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Samsung Unveils 5M:1 Contrast Ratio LED Monitor

Gordon Kelly


Samsung Unveils 5M:1 Contrast Ratio LED Monitor

There was a time when I used to lambast the meaninglessness of dynamic contrast ratio figures quoted in the latest TVs and monitors, but now I just give up...

Samsung has launched the 'XL2370', a 23in 16:9 LED backlit monitor which it claims has a 5,000,000:1 dynamic contrast ratio. Let me say that again: 5,000,000:1. To put this in perspective, the eighth generation Pioneer Kuro - a set which revolutionised the HDTV landscape (as is still only bettered by its successor) - has a 16,000:1 contrast ratio. Sigh.

Naturally enough Samsung gets to this mammoth figure because LED backlighting actually switches off parts of the screen that are meant to be black so in theory it could pretty much make up any number and pin it to the top of some marketing fluff. Besides, the black levels in picture quality aren't solely about how dark the screen is, they also concern the detail that needs to be picked out in dark scenes - a very different challenge which LED has sometimes struggled with in the past. Ho and indeed hum.

Still that's not to say the XL2370 isn't a nice monitor since it has an elegant, clean design, Full HD friendly native 1920 x 1080 pixel resolution, sharp 2ms response time (another hugely ambiguous measurement), touch controls and reduced power consumption modes.

The XL2370 will launch in Korea this month and hit Europe from August where it will face tough competition from the likes of the Apple LED Cinema display and LG W2486L LED BLU (just the 1,000,000:1 dynamic contrast ratio quoted there!). Most likely things will come down to price and since that we don't yet have that for this new beasty we'll reserve judgement for now.


Press Release (via Newswire)


July 7, 2009, 10:15 pm

What is wrong with the standard of 1900 x 1200 (16:10)? 16:9 only benefits the manufacturers (i.e. they can get 10% more panels out of the same amount of glass).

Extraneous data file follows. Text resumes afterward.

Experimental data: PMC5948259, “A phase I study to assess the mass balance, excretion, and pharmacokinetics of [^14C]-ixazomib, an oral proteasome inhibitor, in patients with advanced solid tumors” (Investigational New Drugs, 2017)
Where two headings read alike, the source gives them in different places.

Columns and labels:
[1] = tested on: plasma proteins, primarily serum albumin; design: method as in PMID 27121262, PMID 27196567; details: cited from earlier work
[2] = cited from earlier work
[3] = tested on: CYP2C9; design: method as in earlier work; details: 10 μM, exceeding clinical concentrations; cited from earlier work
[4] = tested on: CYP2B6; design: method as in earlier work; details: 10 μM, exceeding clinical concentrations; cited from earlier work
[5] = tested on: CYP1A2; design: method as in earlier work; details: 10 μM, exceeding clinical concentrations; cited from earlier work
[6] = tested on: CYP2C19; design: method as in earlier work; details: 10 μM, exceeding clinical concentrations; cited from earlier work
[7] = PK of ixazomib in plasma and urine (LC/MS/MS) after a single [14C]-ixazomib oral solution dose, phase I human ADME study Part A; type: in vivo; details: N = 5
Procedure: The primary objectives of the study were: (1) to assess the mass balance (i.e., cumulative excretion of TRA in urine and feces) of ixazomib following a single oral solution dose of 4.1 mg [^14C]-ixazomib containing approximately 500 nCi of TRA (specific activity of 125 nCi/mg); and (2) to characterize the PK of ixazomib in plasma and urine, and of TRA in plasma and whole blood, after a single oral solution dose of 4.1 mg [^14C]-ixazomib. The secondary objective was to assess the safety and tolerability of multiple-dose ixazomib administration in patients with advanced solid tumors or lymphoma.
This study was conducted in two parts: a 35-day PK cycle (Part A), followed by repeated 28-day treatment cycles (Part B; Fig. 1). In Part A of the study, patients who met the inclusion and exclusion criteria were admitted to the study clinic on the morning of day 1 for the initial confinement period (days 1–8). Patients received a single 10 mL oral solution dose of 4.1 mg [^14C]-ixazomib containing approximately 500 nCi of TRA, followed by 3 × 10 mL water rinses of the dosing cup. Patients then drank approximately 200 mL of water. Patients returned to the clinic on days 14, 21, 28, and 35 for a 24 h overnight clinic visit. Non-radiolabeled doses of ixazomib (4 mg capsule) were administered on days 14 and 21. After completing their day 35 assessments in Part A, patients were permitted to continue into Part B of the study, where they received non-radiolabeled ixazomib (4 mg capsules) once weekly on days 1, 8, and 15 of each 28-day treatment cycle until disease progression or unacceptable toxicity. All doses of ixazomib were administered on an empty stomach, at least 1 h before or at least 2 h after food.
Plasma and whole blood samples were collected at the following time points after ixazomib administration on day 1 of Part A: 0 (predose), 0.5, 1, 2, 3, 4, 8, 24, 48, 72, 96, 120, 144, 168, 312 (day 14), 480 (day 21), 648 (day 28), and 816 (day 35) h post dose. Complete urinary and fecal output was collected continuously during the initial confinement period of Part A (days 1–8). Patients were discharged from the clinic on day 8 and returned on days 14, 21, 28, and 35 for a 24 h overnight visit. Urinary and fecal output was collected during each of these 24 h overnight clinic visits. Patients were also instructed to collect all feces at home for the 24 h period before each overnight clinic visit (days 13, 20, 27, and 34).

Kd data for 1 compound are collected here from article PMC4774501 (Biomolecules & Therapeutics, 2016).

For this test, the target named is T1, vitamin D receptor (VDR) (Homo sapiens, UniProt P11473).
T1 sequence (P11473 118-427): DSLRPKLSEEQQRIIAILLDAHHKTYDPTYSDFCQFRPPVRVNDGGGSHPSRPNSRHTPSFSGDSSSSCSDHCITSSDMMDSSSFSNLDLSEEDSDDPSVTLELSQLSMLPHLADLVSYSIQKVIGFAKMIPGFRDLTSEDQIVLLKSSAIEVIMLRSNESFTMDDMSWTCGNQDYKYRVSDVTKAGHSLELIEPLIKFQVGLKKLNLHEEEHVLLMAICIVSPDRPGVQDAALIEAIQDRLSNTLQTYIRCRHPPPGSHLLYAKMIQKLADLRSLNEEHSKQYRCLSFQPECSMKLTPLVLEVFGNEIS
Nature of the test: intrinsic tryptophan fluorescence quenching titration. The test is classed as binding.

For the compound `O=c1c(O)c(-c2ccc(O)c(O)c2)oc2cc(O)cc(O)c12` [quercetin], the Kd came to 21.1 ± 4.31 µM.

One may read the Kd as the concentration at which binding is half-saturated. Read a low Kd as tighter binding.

July 7, 2009, 11:23 pm

It's 1920x1200, not 1900x1200.

It seems to be a land grab, lower prices will hurt manufacturers in the long run by decreasing profit margins but by pumping out cheaper panels now I guess the manufacturers doing so are hoping to increase their market share so they're left standing when the novelty of cheap large screens wears off, sanity returns and people start buying what actually suits their usage best.


July 7, 2009, 11:47 pm

i hate touch buttons. with a vengeance - especially when baby sisters only need to brush a hand lightly across the surface of the touch buttons to wreck havoc on your properly tuned display (or home cinema system *cough* samsung)


July 8, 2009, 1:33 am

@ilovethemonkeyhead - Totally agree. When touchscreen buttons are as reliable as physical ones, then I'll start liking them. My last monitor, a Samsung, had them and they were either too sensitive, or didn't register at all, when you touched them. It seems like a case of manufacturers putting them in because they're shiny & new, not because they work better then what came before.


July 8, 2009, 2:45 am

That's possibly the most beautiful monitor I've seen. Like Peter said, I much prefer the 16:9 aspect ratio and may consider this as an upgrade to my HP w2207h - I need a 24inch screen!

@ Xiphias I kinda see where your coming from but I don't know how we ever coped with 15 and 17 inch monitors. I think 20inch is an absolute minimum but I can't ever see a need to go beyond 24, anything more than that's just overkill.


July 8, 2009, 6:38 am

@J4cK1505 - I believe Peter was actually saying the opposite about the 16:9 aspect ratio ;)

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